Sunday, February 5, 2012

Saltwater Fishing Tips: Whiting

Photo: My grandson with a whiting (left) and a spotted seatrout.

Searching for saltwater fishing tips? Don’t overlook the southern kingfish or “kingcroaker,” commonly called “whiting.” These saltwater fish are often overlooked by serious anglers, even though they’re easy to catch and are delicious on the table. Sure, it’s true that whiting don’t achieve the size of reds, and they don’t provide a thrilling battle, but they’re great on the table, and on light tackle, their short runs can be exciting. Also, whiting will often be biting like crazy when other saltwater fish species have lockjaw.

Most of the whiting you catch will probably weigh a half-pound or less, but if you’re lucky, you’ll catch some larger individuals, often called “bull whiting.” These fish can weigh more than a pound, so it’s possible to fillet them. Anyway, what whiting lack in size, they often make up for in number. I’ve fished from piers in Georgia and Florida at night when I’ve hauled in whiting as fast as I could reel them in and re-bait. In fact, I often caught them two at a time, using a double-rigged line. Several times when I was fishing from a pier that had lights that reflected in the water, I’ve seen schools of these saltwater fish congregating around the lights.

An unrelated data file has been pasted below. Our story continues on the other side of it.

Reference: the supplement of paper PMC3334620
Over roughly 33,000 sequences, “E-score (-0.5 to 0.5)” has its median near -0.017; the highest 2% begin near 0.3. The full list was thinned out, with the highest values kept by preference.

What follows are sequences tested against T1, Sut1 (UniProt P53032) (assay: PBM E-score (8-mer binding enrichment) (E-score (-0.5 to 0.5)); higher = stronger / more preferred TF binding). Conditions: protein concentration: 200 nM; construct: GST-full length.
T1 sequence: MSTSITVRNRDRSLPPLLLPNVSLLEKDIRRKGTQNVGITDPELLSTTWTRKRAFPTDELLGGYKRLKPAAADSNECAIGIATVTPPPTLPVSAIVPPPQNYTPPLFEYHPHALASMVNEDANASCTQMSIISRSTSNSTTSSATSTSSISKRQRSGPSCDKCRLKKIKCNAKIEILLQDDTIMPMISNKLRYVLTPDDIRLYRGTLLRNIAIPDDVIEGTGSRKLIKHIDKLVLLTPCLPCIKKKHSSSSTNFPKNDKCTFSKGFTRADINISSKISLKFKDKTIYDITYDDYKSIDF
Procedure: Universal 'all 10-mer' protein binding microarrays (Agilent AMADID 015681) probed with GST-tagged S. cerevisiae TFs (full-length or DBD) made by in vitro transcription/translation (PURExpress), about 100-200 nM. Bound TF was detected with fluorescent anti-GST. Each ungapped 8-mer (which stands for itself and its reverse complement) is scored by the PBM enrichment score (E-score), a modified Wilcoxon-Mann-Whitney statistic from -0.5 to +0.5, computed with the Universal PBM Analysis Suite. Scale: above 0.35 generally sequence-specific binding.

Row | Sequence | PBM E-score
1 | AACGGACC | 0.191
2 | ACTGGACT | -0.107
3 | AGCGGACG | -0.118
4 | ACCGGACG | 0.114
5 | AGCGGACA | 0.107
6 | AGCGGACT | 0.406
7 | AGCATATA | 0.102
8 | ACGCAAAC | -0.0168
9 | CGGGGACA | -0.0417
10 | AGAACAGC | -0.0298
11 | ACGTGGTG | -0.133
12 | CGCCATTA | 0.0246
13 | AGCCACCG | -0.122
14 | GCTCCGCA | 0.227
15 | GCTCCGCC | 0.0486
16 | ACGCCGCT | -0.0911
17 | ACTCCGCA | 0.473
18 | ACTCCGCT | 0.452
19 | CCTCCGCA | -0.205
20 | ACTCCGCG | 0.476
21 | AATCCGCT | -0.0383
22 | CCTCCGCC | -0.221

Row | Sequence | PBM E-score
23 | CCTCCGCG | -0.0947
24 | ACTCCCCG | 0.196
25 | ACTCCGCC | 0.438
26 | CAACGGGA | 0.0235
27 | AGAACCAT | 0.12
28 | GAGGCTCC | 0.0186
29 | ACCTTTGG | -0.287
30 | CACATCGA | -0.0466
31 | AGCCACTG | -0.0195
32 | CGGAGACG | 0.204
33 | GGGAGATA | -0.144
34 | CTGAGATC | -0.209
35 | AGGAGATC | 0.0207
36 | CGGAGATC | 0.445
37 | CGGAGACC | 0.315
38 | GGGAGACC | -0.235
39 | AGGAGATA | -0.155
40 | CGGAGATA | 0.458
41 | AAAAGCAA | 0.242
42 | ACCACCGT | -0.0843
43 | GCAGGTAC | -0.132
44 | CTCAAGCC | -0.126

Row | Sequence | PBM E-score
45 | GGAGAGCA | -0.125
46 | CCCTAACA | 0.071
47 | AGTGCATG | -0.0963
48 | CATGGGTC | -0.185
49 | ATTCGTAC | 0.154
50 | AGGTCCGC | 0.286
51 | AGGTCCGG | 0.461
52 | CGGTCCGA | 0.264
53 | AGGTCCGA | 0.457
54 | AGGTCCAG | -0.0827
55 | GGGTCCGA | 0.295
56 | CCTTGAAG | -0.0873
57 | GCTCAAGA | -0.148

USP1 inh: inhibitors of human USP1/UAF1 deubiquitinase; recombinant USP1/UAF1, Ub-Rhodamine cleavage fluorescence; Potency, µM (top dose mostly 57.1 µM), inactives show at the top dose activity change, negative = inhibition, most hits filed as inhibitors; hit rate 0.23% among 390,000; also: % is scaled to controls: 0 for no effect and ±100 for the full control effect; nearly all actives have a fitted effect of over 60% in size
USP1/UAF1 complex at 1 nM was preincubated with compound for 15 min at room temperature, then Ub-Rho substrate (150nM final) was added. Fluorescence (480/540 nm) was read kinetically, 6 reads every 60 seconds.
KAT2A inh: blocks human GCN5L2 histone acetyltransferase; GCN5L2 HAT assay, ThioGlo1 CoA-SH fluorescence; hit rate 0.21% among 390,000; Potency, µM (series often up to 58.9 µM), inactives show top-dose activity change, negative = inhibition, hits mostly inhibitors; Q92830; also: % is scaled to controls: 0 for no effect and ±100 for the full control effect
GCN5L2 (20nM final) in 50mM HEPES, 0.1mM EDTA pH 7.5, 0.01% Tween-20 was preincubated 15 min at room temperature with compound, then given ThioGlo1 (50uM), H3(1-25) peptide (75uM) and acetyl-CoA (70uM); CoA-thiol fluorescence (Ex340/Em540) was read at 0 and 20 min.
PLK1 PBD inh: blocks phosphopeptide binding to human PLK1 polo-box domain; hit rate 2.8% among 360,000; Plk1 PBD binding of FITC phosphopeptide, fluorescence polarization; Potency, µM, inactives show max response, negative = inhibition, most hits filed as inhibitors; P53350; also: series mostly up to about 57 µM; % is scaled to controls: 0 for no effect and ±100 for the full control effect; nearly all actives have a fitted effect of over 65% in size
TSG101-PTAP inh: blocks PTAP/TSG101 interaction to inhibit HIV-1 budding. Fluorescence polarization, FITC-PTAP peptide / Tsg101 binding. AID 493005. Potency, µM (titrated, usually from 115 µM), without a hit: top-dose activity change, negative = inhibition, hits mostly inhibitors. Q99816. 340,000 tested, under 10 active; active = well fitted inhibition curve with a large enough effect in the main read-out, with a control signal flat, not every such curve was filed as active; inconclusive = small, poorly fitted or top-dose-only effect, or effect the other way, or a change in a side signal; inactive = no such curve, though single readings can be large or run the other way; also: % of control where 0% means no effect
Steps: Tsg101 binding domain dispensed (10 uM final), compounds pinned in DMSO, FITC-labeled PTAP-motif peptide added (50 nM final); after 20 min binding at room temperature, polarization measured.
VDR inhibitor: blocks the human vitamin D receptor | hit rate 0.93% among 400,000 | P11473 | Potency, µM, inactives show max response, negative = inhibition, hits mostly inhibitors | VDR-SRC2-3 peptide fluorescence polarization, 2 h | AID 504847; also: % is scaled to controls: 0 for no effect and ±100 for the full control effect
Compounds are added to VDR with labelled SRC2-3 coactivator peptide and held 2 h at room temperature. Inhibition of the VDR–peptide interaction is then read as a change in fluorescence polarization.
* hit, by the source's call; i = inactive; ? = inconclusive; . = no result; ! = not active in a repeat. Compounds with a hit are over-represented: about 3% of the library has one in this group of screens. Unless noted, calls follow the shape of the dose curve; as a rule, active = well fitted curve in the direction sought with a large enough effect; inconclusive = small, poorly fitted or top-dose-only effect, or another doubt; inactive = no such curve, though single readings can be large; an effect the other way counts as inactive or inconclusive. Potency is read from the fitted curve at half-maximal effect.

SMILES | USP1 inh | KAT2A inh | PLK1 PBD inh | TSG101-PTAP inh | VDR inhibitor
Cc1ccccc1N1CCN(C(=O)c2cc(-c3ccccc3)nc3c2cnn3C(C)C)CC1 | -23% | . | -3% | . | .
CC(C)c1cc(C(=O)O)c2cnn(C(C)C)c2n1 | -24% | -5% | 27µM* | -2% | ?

Whiting are perfect for beginning saltwater anglers and for kids. Any light rod-and-reel combo will serve as appropriate fishing gear. For bait, try fresh dead shrimp, sand fleas, or cut bait. Don’t put too much bait on your hook. I like to use ½ shrimp when saltwater fishing for whiting. Use enough weight to keep the bait near the bottom, where the whiting are searching for food.

I’ve caught whiting at different depths, so I suggest fishing at different levels until you find the fish. You might want to try the surf zone first – the spot where the waves are breaking and churning up the debris and bits of food on the bottom. If you don’t get any bites, gradually move your bait to deeper water.

Florida places no size limit or bag limit on whiting. When they’re biting, it won’t take long to fill a plastic zip-loc bag with whiting fillets – one from each side of the fish. In my opinion, the fish are best cooked by frying. Just dip the fillets in buttermilk or in an egg wash and coat them in flour, pancake mix, or cornmeal.